Scripture is full of this kind of deceit, from the serpent to Tamar to Judas Iscariot. What the Bible tells me about human nature is that we are all capable of grand deceptions, and of being tricked by grand deceivers. What Shakespeare tells me, what all good literature shows, is that God is right. Though my senses and perceptions can deceive me, and though I tend to believe what I want to believe and hear what I want to hear, a little investigation goes a long way towards learning the truth. So does a little history, a remembrance of the past. 

Swooning of Hero in the Church  by Alfred Elmore

Swooning of Hero in the Church by Alfred Elmore

Claudio has seen Hero on her balcony in the embrace of another man. He is an eyewitness, and we want no better proof than that of a firsthand account. Claudio’s greatest fear—that women truly can’t be faithful and that he is a fool who falls in love—seems to be confirmed by what his eyes have seen. His public shaming and false accusations of Hero (a sharp contrast to the honorable way Joseph sought to deal with Mary) leads her to fake her own death, but not even her death by heartache can prompt Claudio to reconsider his accusations against her. What he saw mixed just enough truth with deception to convince him that Hero was not faithful, in the same way the serpent mingled truth with a lie to manipulate Eve in the garden.

Had Eve truly weighed what she knew of God’s character and benevolence, she would have reconsidered the serpent's deceptive “Has God indeed said...”, or so I like to think. And had Claudio remembered his history with Hero and not been clouded by his fears, by the “much ado about nothing” in the rumors and traps, he would have dug a little deeper and found the truth of her love and faithfulness. James says we are led away by our own desires and enticed (James 1:14), and Claudio’s desire is first and foremost to protect himself.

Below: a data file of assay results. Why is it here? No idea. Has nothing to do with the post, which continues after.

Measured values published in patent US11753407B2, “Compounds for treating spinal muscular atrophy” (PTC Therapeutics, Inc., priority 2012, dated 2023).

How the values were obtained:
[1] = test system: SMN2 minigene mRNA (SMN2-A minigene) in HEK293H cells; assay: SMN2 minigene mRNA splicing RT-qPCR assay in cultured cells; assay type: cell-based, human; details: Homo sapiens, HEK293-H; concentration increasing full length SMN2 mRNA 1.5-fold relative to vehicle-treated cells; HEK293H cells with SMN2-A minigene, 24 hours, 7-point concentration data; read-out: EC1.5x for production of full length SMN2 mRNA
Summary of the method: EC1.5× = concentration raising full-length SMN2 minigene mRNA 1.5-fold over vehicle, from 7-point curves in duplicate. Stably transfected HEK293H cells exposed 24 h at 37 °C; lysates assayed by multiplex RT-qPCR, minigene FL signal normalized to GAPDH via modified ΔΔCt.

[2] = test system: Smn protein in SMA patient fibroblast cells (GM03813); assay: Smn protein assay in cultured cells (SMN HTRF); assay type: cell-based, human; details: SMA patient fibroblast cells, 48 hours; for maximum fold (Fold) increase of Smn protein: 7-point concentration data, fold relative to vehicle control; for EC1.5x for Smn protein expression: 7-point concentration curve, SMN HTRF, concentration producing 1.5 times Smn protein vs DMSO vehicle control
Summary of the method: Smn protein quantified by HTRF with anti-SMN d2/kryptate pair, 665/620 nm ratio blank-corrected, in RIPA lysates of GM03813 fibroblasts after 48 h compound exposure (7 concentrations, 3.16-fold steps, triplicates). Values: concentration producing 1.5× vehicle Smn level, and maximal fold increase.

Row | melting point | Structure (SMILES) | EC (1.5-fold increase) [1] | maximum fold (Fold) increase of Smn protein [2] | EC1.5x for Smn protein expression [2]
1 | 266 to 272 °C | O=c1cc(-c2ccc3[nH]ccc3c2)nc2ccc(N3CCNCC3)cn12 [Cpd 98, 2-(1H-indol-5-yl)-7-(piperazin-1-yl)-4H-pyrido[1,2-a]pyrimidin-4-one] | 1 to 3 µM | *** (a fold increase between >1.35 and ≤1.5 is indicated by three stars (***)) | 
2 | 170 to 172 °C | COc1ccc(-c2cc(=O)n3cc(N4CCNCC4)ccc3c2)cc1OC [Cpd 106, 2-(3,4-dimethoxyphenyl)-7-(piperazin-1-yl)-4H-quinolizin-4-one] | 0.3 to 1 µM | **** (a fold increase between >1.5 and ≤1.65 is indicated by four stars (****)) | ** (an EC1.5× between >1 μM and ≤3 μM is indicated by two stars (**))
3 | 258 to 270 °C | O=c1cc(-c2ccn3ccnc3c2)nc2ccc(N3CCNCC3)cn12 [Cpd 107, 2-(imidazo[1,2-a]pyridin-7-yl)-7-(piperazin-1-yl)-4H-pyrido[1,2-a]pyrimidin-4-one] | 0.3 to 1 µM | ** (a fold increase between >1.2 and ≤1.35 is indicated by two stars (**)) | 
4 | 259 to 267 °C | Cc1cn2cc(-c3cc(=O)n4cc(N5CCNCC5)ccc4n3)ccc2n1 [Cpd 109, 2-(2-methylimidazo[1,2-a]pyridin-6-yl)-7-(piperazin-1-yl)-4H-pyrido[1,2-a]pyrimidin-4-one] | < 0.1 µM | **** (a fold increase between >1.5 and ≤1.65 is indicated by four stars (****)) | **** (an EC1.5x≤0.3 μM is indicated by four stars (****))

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The greatest lesson for me in Much Ado About Nothing is that I cannot view the world through my fears and expect to see it clearly. All the possibilities—the mishaps and the dangers and deceptions of the world—have to be outweighed by my belief in a good God who is working in all things and who loved me first. When it comes to the people in my life, I have to give them the benefit of the doubt and believe all things, as 1 Corinthians 13 outlines. Otherwise, I am doomed to live on my misinterpretations of others and my fear of potential evil. 

We can question Shakespeare’s intent but his plays are clearly full of biblical elements, and good literature shows us the truth, goodness, and beauty of even a fallen world. Characters like Dogberry, with his continual malapropisms and innocently backwards sentences, reveal the truth to those who think they are wise. Hero’s life seems to end in her tragic death, but she reappears for a wedding. Deceivers are punished. Mourning turns to celebration. Love allows us to view everything in a new light. From beginning to end, the story is a range of human emotions and reactions. My conscience is pricked by my own distrust and self-protection, but my hope is stirred by the final revelation of truth, by reconciliation, by a wedding.  

The best stories always end in a wedding and a feast. One day we will feast on truth, delight in goodness, and never find an end to beauty, and all of our misinterpretations will ether be set right or completely forgotten in the folds of eternity. In the meantime, may our consciences be caught by stories old and new.